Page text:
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Family, Death, Funerals and other things

Discussion in 'The Okie Corral' started by 427, Apr 17, 2012.

  1. 427

    427

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    Last week my uncle died after a battling a laundry list of health problems. He was a good man, and I've never heard anyone say a bad word about him. He was my favorite.

    When my dad was going through chemo, my uncle was there offering his support and I really go to know him. I'm glad I got to spend time with him before he passed. I'm sad he's gone, but he's not suffering anymore.

    Well, the days prior to his death there was a lot of un-needed drama from the youngest uncle who caused hate and discontent among my cousins by bringing up the past, asking about who gets what from my dying uncle, and just being an unpleasant person. I wanted to say something, but it wasn't my place. It was sad really, especially coming from a 70+yo man. He brought a black cloud, that just pi$$ed everyone off. He was persona non grata with quite a few people, though. I'll never understand why times like this brings out the worst in people.

    The good part was that relatives from all over the region came in to celebrate his life. A majority were elderly who made 8hr+ drives. Out of the orginal 11 brothers and sisters the remaining 5 were there.

    When we had the rosary, over 30 retired firefighters, showed up (my uncle was a retired fire chief), it was moving. The stories of his time in the FD were things I never knew quite funny.

    Today, we buried him. We had a tour of the city passing the fire stations where he spent his time. My cousin arranged a police escort that included the local PD and the SO. I thought it was impressive!

    What was funny, not funny ha ha, but funny sad, was that a car tried to, despite seeing all of the flashing lights and police vehicles, sneak into the procession and he was swarmed in seconds. Idiot.

    When we got to the grave side there was a color guard, he was a Coastie along with the fire bell. The oldest remaining brother showed up in his dress blues. He's almost 90 and was a combat engineer in the Pacific in WW2. Post war he was in the Middle East working for and intelligence agency. He's an impressive man!

    For me, the best part was seeing my dad with most energy he's has since he'd stopped chemo.

    It's unfortunate that deaths bring families together, but it was good to see them anyways! I hope I see them again, just not under these circumstances.

    Thanks for reading my random thoughts.

    Matt aka 427
     
  2. stolenphot0

    stolenphot0 RTF2 Addict

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    Sorry for the loss of your uncle. It's beyond my comprehension why the vultures come out around someone's death. It happened when my neighbor's mother died a couple years ago.

    When my grandparents died, my dad and aunt decided that we would get what we wanted from their house with everyone around discussing it. They were average folks. We got things for sentimental value, not monetary. Everything left was sold and split down the middle between them.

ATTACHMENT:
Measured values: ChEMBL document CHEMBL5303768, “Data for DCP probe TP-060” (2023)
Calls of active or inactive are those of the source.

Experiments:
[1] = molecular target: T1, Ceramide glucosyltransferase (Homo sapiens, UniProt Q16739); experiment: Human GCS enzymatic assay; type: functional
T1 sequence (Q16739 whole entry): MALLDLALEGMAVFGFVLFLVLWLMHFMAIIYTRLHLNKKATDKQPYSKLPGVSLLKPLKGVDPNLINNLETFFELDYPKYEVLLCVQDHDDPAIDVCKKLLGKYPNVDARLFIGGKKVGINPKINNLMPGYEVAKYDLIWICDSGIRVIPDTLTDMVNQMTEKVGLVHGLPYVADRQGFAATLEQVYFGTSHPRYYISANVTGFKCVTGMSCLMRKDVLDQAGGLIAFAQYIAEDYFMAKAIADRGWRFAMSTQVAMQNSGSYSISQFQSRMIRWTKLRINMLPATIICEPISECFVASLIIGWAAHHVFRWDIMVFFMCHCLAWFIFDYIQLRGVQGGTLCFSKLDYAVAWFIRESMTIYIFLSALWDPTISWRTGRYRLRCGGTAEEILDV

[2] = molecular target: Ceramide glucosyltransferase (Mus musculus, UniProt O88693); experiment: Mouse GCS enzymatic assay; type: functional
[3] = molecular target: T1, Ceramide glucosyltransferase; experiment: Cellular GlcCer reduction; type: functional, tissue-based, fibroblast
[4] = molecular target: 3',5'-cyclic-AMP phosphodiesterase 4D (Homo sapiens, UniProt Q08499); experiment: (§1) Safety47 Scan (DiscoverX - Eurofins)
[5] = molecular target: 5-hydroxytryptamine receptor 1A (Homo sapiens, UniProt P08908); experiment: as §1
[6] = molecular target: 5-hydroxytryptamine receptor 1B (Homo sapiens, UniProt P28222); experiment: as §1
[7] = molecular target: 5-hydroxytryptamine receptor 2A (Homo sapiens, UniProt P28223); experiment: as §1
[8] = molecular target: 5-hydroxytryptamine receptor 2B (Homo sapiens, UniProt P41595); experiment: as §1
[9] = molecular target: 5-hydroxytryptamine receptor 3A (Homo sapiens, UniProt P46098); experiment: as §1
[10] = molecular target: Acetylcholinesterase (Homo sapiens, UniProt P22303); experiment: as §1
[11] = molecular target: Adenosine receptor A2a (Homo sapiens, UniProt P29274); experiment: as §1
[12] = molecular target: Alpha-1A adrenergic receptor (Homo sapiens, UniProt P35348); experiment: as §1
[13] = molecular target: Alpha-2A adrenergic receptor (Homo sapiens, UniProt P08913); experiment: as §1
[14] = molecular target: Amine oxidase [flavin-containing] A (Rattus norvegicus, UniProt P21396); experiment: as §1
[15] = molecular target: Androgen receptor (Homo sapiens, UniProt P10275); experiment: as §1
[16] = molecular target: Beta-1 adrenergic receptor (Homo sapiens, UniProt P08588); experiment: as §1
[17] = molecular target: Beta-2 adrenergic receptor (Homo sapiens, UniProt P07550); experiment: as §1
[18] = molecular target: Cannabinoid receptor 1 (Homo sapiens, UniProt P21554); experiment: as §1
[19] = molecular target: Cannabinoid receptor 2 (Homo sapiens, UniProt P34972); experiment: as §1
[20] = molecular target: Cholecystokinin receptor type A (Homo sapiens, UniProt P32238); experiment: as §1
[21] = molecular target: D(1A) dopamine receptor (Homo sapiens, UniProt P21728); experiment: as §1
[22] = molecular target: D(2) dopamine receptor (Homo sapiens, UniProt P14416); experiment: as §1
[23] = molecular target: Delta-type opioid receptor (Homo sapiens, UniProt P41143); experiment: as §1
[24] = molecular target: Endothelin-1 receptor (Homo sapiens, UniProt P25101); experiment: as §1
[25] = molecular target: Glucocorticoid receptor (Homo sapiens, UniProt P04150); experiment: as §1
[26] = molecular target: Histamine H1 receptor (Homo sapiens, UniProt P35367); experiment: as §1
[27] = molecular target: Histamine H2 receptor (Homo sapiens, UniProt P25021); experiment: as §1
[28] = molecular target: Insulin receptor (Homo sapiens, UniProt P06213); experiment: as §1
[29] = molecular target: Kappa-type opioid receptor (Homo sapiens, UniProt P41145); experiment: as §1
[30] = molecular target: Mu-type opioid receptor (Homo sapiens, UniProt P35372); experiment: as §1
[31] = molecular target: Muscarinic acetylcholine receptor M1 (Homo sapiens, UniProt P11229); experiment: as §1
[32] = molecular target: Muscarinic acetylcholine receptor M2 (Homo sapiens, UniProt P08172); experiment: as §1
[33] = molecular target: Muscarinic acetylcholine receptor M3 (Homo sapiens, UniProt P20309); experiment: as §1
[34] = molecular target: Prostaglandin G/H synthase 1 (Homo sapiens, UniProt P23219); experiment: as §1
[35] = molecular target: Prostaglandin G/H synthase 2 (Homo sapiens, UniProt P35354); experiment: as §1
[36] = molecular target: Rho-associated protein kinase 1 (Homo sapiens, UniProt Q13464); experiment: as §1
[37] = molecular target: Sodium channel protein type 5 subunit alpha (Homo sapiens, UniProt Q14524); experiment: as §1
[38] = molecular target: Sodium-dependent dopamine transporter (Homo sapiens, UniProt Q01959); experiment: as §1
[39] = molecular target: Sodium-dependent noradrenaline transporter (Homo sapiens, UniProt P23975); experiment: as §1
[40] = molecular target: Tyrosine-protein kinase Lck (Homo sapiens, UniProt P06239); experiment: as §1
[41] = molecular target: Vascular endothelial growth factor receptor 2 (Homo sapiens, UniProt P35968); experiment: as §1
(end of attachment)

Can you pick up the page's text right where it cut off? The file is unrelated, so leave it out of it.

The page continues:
Sounds like your uncle lived a remarkable life and left many memories for a lot of folks. I enjoyed hearing stories of my grandfather and his hunting/construction jobs. He worked almost every day of his life from the time he was 7. Tobacco fields, construction, factory (where he lost a finger) and so much more.

    When we were taking him to the cemetery we drove through Happy Holler where they made moonshine back in the day.
     

  3. thanospro

    thanospro Bring it.

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    I'm in the business...I see the occasional ****** come in and practically ruin it for everybody else. Some people just want to create attention for themselves. It's good to see the community come together to see somebody out like that. I know it meant a lot for the family. Sorry for your loss but I'm glad you got to know him before it was too late. I too only see extended family at funerals anymore. It won't be long and I'll be part the older generation.
     
  4. Rick O'Shay

    Rick O'Shay

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    There's a worm in every sack of apples, it seems. It shouldn't take away from the quality of the others.
    I can't think of a better tribute than you just gave to your uncle. You have honored his life quite well among the GT crowd.
    An impressive family you have there.
     
  5. IndianaMatt

    IndianaMatt

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    Sorry for your loss. My sympathies.

    We have a very serious illness in my family at the moment. Its is a strange thing how these things bring out all types of bonds and relationships in the family that are not apparent when everything is peachy.

    Life is a mystery. I know this sounds cliche, but the longer I live, the less I seem to understand about life, death, and the cycle.
     
  6. Caver 60

    Caver 60

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    Family member rivalry can be some of the worst. Seen it happen in my family and the wife's family and with many friends family. Also seen many close families and good times memories like with your uncle. No wonder nations can't get along.

    Glad you had good experiences with the rest of the family. And that your uncle got the honor he deserved.

    Probably the worse thing I've seen happened in my wife's family. An uncle died and left 800 acres of valuable land to his three children share and share alike. The one sister found someone willing to pay 44 million for the land. This sister went and tried to buy out her brother and other sister for a million apiece.